Toggle Commented Sep 3, 2020 on Reading for next Friday at Jolly Green General
In the paper Sachs does an excellent job of explaining and rationalizing why the SDGs ought to be put in place. I think you would be hard pressed to find someone that wouldn't want to live in a world where the goals of the SDGs have been achieved. The world with completed SDGs would hands down be a better place. However, in reading the paper I found myself constantly wondering "how?". Not only do the SDG's seem a bit unattainable, as other's have mentioned, but Sachs fails to demonstrate exactly how a diverse global population such as ours would even begin to work together. One of the clearest examples of Sachs glossing over the fundamental and procedural issues of the SDGs is when he mentions that "politics, planning, and complex decision making by many stakeholders will be unavoidable." This is quite an understatement. I think a global pandemic is perfect evidence of the current lack of global participation, cooperation, and dedication to a single cause that would be necessary in order to truly attain these lofty goals. While Sachs does mention that certain years and checkpoints ought to be put in place, he does not mention when or how. Without incentives, motivation to achieve a goal is unlikely. You see this lack of motivation from private companies constantly in terms of climate change. It is rare to see a company make a climate sustainable change to their operation especially if that change is going to cost a lot of money. Often, policies such as emissions taxes are what ultimately force the hand of the private company into making sustainable choices. While Sachs does make a good point about the long and difficult process of forming a legally binding contract I still think that without a legal incentive you will be waiting a long time before any action truly takes place.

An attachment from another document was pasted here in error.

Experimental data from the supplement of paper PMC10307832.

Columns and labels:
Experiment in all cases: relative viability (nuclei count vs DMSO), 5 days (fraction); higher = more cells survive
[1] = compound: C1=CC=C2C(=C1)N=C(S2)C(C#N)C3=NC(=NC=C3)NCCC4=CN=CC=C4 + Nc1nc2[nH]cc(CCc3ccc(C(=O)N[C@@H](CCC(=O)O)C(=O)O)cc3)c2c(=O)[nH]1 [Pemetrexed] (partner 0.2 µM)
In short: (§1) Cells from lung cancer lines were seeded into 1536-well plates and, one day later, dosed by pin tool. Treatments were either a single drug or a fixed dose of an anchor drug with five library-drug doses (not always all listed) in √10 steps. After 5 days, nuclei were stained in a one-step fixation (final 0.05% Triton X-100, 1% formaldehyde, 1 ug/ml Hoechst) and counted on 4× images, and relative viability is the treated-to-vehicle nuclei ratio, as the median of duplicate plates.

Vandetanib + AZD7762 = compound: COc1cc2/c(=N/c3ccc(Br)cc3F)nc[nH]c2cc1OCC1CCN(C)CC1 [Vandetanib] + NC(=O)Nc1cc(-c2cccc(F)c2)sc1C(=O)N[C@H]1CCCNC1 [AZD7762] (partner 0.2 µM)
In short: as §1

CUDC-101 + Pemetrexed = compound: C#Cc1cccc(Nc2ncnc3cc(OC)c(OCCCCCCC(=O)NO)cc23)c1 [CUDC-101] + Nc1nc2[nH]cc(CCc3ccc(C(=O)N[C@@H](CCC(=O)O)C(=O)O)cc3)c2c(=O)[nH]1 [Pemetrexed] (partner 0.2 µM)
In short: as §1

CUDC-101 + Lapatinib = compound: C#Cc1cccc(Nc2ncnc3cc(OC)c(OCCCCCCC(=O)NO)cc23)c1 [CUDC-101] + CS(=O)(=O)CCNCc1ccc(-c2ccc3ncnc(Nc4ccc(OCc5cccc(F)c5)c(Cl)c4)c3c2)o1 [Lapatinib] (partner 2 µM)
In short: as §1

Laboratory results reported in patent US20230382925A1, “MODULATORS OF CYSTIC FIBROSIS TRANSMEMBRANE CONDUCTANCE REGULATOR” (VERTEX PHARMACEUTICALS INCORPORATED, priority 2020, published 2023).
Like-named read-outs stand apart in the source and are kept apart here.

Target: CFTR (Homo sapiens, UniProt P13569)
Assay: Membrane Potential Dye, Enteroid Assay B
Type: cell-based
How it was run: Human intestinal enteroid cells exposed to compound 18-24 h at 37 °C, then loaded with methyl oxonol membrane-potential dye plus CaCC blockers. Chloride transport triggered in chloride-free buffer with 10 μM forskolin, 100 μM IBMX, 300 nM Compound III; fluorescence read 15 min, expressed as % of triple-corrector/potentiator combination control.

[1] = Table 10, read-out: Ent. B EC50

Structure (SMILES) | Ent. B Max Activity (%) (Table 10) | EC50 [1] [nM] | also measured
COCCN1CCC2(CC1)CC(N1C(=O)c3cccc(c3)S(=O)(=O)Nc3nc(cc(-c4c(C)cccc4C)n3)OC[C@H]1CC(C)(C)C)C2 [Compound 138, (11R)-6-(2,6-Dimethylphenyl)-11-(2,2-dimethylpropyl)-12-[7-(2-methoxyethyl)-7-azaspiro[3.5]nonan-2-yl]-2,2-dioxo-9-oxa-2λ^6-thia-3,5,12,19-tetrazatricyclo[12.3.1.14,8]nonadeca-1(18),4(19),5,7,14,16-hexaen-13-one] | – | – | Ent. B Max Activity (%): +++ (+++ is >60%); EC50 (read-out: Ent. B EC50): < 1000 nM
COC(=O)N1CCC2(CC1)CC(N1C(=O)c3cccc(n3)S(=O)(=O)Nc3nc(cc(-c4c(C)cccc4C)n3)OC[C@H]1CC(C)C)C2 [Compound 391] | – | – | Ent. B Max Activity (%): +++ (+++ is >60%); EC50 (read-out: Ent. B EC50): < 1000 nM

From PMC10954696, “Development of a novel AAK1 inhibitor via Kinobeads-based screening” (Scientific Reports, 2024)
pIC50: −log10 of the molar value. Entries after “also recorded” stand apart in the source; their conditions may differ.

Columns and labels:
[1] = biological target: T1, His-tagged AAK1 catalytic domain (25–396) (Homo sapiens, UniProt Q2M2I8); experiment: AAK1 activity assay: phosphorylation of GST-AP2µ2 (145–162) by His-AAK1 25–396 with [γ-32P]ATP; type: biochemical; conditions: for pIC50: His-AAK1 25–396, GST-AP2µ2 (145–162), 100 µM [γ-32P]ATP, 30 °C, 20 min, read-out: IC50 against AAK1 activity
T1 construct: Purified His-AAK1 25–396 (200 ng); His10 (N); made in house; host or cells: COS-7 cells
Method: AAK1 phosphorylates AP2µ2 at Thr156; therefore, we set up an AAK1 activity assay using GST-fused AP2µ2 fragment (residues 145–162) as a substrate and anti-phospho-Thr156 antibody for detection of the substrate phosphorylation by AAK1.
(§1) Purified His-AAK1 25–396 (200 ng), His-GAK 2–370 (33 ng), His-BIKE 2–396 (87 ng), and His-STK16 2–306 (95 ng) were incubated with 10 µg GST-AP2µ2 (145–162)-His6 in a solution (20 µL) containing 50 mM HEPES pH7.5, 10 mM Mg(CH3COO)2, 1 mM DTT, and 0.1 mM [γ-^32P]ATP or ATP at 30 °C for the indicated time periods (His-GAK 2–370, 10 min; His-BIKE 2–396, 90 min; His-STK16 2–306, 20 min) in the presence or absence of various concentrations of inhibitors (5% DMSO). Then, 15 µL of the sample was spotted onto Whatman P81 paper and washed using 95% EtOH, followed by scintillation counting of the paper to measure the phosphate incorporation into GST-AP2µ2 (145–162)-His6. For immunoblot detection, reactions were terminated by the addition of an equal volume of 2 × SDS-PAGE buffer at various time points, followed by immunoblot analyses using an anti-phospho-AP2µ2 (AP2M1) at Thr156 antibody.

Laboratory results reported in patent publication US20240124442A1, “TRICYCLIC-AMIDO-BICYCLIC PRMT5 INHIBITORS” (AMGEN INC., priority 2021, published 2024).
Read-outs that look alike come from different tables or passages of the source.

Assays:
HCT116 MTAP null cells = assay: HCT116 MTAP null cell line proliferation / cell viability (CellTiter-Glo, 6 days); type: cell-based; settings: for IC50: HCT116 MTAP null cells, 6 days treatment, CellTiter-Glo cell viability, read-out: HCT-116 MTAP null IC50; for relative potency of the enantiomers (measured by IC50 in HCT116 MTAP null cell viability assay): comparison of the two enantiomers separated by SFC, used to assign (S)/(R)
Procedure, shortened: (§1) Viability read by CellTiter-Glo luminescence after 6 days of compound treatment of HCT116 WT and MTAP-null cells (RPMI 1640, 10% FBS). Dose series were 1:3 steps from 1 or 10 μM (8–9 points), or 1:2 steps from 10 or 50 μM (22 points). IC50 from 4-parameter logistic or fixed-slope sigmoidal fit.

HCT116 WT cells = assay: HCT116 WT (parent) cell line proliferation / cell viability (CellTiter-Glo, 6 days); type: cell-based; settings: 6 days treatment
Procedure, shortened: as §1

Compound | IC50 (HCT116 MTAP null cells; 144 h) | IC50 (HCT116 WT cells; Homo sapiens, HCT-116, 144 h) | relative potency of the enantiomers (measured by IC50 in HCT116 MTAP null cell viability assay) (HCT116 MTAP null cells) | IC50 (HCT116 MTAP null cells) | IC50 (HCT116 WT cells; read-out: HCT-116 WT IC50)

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Aug 27, 2020